As communicators and public relations practitioners, we can play a critical role in creating a world where everyone is valued and appreciated for who they are. Through inclusive and respectful communications and conversations, we can help shape our organizations and communities into spaces that are genuinely welcoming and safe for everyone. The public relations field is primarily made up of white women* (that’s me) and from that perspective, I share five reasons why I believe that anti-racism is needed in public relations.
1. Language is powerful.
The stories we tell and the ways we tell them can shape change. We can motivate others and inspire our institutions if we are thoughtful, knowledgeable and reflective about the language we use. It is critical for communications professionals to be aware of how the phrases, words and colloquialisms we use impact everyone. This requires an ongoing commitment to learning and unlearning, such as understanding a word or phrase’s history and the ways that it may impact on folks today.
2. Communicators are part of an organization’s conscience.
We make recommendations to colleagues and leadership about how to implement projects, when to make a public statement on a topic and craft organizational messages. As the voice of our organizations, we are aware of how what we communicate reflects and incorporates organizational values, which indicates to potential future colleagues and existing audiences whether they will be welcome and respected. By recommending the use of anti-racist language, adhering to anti-racist practices in our work and committing to our own ongoing learning and action, we operate from a place of integrity ourselves and support or guide our organizations and clients to do so as well.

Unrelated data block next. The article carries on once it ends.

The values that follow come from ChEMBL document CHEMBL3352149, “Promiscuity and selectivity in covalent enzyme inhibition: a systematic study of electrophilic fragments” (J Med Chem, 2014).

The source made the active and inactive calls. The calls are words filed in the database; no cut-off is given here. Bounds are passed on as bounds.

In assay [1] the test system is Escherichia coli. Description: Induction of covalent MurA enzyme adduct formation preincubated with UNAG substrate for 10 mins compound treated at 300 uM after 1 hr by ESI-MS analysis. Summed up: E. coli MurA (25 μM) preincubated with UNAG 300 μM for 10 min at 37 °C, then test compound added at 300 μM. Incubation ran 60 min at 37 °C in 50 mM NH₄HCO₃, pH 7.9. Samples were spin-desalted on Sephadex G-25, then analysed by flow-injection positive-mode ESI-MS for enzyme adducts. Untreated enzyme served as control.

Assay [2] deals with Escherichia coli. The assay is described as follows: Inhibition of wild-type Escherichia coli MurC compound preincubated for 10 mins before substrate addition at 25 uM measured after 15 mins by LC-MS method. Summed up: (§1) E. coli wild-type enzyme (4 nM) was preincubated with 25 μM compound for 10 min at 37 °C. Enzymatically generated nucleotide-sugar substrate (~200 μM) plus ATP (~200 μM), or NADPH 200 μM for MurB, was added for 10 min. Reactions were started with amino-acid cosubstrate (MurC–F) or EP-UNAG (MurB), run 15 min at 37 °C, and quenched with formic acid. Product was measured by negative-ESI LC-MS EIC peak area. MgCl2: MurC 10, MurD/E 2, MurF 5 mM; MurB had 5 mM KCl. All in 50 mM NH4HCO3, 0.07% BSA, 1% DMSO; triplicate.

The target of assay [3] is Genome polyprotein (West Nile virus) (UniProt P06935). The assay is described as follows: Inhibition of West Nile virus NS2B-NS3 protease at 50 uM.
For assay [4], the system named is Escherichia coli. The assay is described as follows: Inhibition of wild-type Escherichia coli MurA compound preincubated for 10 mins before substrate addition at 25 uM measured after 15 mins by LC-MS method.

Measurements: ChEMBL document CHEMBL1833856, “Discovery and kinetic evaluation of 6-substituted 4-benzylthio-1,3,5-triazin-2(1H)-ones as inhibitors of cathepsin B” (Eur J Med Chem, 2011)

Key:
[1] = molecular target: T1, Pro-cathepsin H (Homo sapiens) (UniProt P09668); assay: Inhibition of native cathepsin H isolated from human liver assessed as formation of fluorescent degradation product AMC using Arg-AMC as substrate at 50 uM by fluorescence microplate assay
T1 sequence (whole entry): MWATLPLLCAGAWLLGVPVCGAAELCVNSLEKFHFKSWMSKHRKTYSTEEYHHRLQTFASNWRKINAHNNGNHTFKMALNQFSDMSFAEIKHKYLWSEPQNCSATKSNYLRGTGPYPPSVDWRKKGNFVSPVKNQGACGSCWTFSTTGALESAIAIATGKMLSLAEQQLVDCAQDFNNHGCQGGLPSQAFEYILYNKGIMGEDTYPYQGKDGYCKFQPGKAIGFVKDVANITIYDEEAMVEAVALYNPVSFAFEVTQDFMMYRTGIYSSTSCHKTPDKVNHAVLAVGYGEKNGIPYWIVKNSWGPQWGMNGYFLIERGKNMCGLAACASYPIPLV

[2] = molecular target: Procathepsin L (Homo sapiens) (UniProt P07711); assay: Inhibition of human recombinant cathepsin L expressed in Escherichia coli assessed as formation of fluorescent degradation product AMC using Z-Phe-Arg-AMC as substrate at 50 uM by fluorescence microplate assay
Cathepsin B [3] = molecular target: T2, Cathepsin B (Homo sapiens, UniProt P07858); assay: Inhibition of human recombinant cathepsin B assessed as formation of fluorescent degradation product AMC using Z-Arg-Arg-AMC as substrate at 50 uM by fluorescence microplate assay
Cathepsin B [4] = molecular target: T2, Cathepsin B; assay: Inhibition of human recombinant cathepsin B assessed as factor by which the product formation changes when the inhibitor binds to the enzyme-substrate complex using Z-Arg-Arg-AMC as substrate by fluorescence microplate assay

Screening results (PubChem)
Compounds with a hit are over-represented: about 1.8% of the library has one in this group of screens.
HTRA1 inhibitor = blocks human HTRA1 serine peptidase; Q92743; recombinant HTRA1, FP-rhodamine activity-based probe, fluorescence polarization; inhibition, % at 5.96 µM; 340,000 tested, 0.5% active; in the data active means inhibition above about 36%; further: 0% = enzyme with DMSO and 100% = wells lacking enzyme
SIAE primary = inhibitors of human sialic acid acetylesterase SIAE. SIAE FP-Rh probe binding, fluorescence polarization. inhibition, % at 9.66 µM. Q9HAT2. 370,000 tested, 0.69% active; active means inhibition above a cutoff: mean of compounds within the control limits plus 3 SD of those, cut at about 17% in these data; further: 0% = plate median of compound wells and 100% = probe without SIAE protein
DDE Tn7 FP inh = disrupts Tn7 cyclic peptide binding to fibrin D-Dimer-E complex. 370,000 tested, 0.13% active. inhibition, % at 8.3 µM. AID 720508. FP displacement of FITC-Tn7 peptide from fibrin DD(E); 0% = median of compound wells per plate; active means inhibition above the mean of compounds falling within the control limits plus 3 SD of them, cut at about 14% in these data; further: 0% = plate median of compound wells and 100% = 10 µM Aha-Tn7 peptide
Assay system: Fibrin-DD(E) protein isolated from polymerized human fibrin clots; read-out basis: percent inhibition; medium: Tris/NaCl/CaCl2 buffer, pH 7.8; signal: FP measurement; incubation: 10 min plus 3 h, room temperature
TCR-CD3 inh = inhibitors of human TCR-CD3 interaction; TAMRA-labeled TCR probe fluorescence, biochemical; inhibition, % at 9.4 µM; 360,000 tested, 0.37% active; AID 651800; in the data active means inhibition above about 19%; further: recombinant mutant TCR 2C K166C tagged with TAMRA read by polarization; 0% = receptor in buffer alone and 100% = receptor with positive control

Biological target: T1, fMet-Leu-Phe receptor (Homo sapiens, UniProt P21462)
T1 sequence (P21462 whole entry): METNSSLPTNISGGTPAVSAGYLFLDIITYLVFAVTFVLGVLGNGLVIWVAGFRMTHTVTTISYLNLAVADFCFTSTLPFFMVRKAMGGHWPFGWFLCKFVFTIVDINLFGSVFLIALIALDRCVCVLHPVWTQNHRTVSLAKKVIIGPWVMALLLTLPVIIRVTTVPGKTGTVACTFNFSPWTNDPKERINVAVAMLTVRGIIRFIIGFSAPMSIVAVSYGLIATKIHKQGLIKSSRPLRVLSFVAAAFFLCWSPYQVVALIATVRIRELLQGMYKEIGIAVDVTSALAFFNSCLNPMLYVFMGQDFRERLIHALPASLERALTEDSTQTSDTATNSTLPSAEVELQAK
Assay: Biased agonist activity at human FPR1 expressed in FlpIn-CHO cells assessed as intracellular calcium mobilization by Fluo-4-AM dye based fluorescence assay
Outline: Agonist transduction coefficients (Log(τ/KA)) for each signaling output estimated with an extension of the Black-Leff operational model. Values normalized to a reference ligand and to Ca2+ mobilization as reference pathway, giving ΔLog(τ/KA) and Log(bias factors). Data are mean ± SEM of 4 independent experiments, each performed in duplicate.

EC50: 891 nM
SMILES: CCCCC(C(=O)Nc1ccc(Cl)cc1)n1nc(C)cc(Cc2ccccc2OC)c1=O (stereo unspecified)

3. White supremacy is everywhere and in everything.
Active examination of how white supremacy has shaped us and the ways we communicate organizationally and personally is essential if we wish to create authentically welcoming and safe spaces for everyone. If we don’t engage in ongoing learning and unlearning, we probably are not aware of the ways we are causing harm to others, even if unintentionally.
4. Anti-racism requires action.
If it was possible to create a just, equitable and safe world for everyone by simply not being overtly racist, we’d already be living in such a world. Looking at the inequalities in our communities shows that passively hoping for change isn’t sufficient. Through our work in communications, we can encourage our organizations and clients to identify ways they can take authentic action towards making the world a better place. Due to the prevalence of white supremacy (see #3), every organization has the opportunity to find ways to take anti-racist action.
5. This is about more than words.
Those of us working in communications may have heard the phrase “well, at least no one died,” in response to some of the figurative fires that we put out. While hopefully the situations we respond to in communications are not the result of a fatality, sadly it’s not hard to identify circumstances where inflammatory, discriminative or racist language was used to sow seeds of hate and create the conditions for those seeds to grow into terrible actions. Language matters (see #1). People are being killed daily because of racism. This needs to change, now. As communicators we can wield our words, effectively and engagingly, to create conditions for a world where everyone is respected and appreciated.
We can’t create the kind of world that everyone deserves without exploring the ways in which we ourselves contribute to upholding or perpetuating unjust systems. While we learn and unlearn in our journey as change agents, we also need to identify tangible actions we can take to move from learning to implementing.
I invite you to join me at the National Summit on Anti-racism in Public Relations and Communications on March 22-23, 2021. Together, we’ll not only further our learning about how we can be an anti-racist in our field, but also to come away with practical tools and actions to make the world more equitable and just.
*Read Does PR have a diversity problem? by Sharlyn Carrington, Founder & Director, Content Strong and member of the steering committee for the National Summit on Anti-racism in PR and Communications Management
This article originally appeared on the AntiRacismPR website.